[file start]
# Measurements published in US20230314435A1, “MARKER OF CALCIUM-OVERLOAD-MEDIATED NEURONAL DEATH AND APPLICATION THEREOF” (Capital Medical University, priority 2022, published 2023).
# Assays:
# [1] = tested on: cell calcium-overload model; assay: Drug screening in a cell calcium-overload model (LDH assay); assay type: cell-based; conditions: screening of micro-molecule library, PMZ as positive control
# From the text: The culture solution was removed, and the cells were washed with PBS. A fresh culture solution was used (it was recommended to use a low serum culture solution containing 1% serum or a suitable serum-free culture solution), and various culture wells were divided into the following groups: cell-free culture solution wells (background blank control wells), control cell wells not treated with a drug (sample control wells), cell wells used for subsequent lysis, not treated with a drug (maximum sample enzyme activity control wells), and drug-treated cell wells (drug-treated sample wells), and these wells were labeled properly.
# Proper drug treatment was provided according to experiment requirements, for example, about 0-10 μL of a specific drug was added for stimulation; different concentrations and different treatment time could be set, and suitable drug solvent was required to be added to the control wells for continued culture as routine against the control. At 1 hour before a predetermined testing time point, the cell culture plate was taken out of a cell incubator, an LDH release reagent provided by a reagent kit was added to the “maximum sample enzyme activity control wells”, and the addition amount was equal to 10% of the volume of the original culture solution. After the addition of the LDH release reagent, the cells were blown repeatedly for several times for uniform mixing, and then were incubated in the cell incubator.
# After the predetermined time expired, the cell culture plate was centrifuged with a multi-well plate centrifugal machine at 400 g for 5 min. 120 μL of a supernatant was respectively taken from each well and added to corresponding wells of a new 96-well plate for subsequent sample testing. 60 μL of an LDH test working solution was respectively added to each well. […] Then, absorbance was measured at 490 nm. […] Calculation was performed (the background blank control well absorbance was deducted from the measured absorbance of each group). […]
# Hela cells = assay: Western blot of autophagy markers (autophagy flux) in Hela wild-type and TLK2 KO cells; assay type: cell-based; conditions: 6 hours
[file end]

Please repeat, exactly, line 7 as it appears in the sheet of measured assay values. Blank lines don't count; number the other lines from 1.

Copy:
# Hela cells = assay: Western blot of autophagy markers (autophagy flux) in Hela wild-type and TLK2 KO cells; assay type: cell-based; conditions: 6 hours